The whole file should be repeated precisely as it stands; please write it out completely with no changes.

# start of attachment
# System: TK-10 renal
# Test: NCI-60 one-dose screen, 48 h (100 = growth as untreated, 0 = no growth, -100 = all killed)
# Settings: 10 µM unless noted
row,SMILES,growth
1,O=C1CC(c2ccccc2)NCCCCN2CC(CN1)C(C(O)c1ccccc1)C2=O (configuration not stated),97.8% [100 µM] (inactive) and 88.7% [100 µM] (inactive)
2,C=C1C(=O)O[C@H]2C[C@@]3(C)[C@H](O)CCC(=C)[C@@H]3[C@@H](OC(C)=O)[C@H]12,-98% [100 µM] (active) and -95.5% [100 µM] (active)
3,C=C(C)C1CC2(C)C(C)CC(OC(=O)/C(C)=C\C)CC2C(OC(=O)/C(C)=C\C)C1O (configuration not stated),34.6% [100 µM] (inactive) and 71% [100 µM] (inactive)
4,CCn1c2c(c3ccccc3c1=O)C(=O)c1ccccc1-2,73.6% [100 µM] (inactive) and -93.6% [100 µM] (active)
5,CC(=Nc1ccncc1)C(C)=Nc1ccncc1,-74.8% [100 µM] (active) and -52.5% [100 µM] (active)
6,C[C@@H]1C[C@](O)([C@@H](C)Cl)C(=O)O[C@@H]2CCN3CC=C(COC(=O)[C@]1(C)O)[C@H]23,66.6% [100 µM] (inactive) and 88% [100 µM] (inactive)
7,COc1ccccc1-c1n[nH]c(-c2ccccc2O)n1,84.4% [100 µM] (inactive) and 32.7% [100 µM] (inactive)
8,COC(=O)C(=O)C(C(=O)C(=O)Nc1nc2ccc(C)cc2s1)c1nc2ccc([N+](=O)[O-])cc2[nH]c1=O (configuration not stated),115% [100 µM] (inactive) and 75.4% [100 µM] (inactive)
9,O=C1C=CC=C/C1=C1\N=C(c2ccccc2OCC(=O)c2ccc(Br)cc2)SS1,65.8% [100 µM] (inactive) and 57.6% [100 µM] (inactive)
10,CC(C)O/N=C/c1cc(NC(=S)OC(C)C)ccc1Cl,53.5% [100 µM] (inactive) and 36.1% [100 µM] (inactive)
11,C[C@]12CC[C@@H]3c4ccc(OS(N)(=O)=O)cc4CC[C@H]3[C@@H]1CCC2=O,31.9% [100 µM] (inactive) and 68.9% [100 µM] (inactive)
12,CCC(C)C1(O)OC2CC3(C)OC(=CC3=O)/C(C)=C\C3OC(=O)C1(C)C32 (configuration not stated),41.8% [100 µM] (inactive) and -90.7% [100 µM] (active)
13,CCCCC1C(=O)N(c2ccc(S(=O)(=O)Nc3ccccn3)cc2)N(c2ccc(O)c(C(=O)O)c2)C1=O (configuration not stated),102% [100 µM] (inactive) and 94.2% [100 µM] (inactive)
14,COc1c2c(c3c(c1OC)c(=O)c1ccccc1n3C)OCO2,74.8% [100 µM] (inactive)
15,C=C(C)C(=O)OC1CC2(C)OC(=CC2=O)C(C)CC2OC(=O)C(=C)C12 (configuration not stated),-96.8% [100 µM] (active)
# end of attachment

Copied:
# System: TK-10 renal
# Test: NCI-60 one-dose screen, 48 h (100 = growth as untreated, 0 = no growth, -100 = all killed)
# Settings: 10 µM unless noted
row,SMILES,growth
1,O=C1CC(c2ccccc2)NCCCCN2CC(CN1)C(C(O)c1ccccc1)C2=O (configuration not stated),97.8% [100 µM] (inactive) and 88.7% [100 µM] (inactive)
2,C=C1C(=O)O[C@H]2C[C@@]3(C)[C@H](O)CCC(=C)[C@@H]3[C@@H](OC(C)=O)[C@H]12,-98% [100 µM] (active) and -95.5% [100 µM] (active)
3,C=C(C)C1CC2(C)C(C)CC(OC(=O)/C(C)=C\C)CC2C(OC(=O)/C(C)=C\C)C1O (configuration not stated),34.6% [100 µM] (inactive) and 71% [100 µM] (inactive)
4,CCn1c2c(c3ccccc3c1=O)C(=O)c1ccccc1-2,73.6% [100 µM] (inactive) and -93.6% [100 µM] (active)
5,CC(=Nc1ccncc1)C(C)=Nc1ccncc1,-74.8% [100 µM] (active) and -52.5% [100 µM] (active)
6,C[C@@H]1C[C@](O)([C@@H](C)Cl)C(=O)O[C@@H]2CCN3CC=C(COC(=O)[C@]1(C)O)[C@H]23,66.6% [100 µM] (inactive) and 88% [100 µM] (inactive)
7,COc1ccccc1-c1n[nH]c(-c2ccccc2O)n1,84.4% [100 µM] (inactive) and 32.7% [100 µM] (inactive)
8,COC(=O)C(=O)C(C(=O)C(=O)Nc1nc2ccc(C)cc2s1)c1nc2ccc([N+](=O)[O-])cc2[nH]c1=O (configuration not stated),115% [100 µM] (inactive) and 75.4% [100 µM] (inactive)
9,O=C1C=CC=C/C1=C1\N=C(c2ccccc2OCC(=O)c2ccc(Br)cc2)SS1,65.8% [100 µM] (inactive) and 57.6% [100 µM] (inactive)
10,CC(C)O/N=C/c1cc(NC(=S)OC(C)C)ccc1Cl,53.5% [100 µM] (inactive) and 36.1% [100 µM] (inactive)
11,C[C@]12CC[C@@H]3c4ccc(OS(N)(=O)=O)cc4CC[C@H]3[C@@H]1CCC2=O,31.9% [100 µM] (inactive) and 68.9% [100 µM] (inactive)
12,CCC(C)C1(O)OC2CC3(C)OC(=CC3=O)/C(C)=C\C3OC(=O)C1(C)C32 (configuration not stated),41.8% [100 µM] (inactive) and -90.7% [100 µM] (active)
13,CCCCC1C(=O)N(c2ccc(S(=O)(=O)Nc3ccccn3)cc2)N(c2ccc(O)c(C(=O)O)c2)C1=O (configuration not stated),102% [100 µM] (inactive) and 94.2% [100 µM] (inactive)
14,COc1c2c(c3c(c1OC)c(=O)c1ccccc1n3C)OCO2,74.8% [100 µM] (inactive)
15,C=C(C)C(=O)OC1CC2(C)OC(=CC2=O)C(C)CC2OC(=O)C(=C)C12 (configuration not stated),-96.8% [100 µM] (active)